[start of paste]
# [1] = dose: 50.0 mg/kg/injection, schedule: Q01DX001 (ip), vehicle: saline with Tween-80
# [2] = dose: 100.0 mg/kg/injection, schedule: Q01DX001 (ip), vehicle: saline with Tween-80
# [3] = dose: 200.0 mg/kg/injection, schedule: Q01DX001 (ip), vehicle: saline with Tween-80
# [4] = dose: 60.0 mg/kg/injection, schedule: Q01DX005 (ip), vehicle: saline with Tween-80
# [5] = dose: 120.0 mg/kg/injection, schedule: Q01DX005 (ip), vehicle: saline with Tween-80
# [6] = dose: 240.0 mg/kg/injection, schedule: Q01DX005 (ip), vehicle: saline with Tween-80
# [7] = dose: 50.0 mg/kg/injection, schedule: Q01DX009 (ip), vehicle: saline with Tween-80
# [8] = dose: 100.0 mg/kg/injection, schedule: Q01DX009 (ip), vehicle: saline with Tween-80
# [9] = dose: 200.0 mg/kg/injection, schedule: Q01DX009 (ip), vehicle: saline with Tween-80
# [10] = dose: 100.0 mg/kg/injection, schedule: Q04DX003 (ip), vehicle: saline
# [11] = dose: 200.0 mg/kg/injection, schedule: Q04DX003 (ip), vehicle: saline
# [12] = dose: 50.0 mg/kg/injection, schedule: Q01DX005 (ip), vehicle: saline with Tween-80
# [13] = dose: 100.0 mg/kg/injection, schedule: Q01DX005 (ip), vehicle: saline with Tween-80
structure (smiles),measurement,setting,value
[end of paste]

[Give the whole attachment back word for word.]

# [1] = dose: 50.0 mg/kg/injection, schedule: Q01DX001 (ip), vehicle: saline with Tween-80
# [2] = dose: 100.0 mg/kg/injection, schedule: Q01DX001 (ip), vehicle: saline with Tween-80
# [3] = dose: 200.0 mg/kg/injection, schedule: Q01DX001 (ip), vehicle: saline with Tween-80
# [4] = dose: 60.0 mg/kg/injection, schedule: Q01DX005 (ip), vehicle: saline with Tween-80
# [5] = dose: 120.0 mg/kg/injection, schedule: Q01DX005 (ip), vehicle: saline with Tween-80
# [6] = dose: 240.0 mg/kg/injection, schedule: Q01DX005 (ip), vehicle: saline with Tween-80
# [7] = dose: 50.0 mg/kg/injection, schedule: Q01DX009 (ip), vehicle: saline with Tween-80
# [8] = dose: 100.0 mg/kg/injection, schedule: Q01DX009 (ip), vehicle: saline with Tween-80
# [9] = dose: 200.0 mg/kg/injection, schedule: Q01DX009 (ip), vehicle: saline with Tween-80
# [10] = dose: 100.0 mg/kg/injection, schedule: Q04DX003 (ip), vehicle: saline
# [11] = dose: 200.0 mg/kg/injection, schedule: Q04DX003 (ip), vehicle: saline
# [12] = dose: 50.0 mg/kg/injection, schedule: Q01DX005 (ip), vehicle: saline with Tween-80
# [13] = dose: 100.0 mg/kg/injection, schedule: Q01DX005 (ip), vehicle: saline with Tween-80
structure (smiles),measurement,setting,value